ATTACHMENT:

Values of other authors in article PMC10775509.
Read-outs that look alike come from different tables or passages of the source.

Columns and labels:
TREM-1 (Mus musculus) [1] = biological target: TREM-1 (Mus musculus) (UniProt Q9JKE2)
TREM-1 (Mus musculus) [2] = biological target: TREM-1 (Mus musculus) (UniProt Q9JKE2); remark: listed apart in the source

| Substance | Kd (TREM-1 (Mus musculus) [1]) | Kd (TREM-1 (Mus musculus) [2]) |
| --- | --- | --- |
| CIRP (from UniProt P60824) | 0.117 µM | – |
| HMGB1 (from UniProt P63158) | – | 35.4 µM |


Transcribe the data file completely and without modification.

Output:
Values of other authors in article PMC10775509.
Read-outs that look alike come from different tables or passages of the source.

Columns and labels:
TREM-1 (Mus musculus) [1] = biological target: TREM-1 (Mus musculus) (UniProt Q9JKE2)
TREM-1 (Mus musculus) [2] = biological target: TREM-1 (Mus musculus) (UniProt Q9JKE2); remark: listed apart in the source

| Substance | Kd (TREM-1 (Mus musculus) [1]) | Kd (TREM-1 (Mus musculus) [2]) |
| --- | --- | --- |
| CIRP (from UniProt P60824) | 0.117 µM | – |
| HMGB1 (from UniProt P63158) | – | 35.4 µM |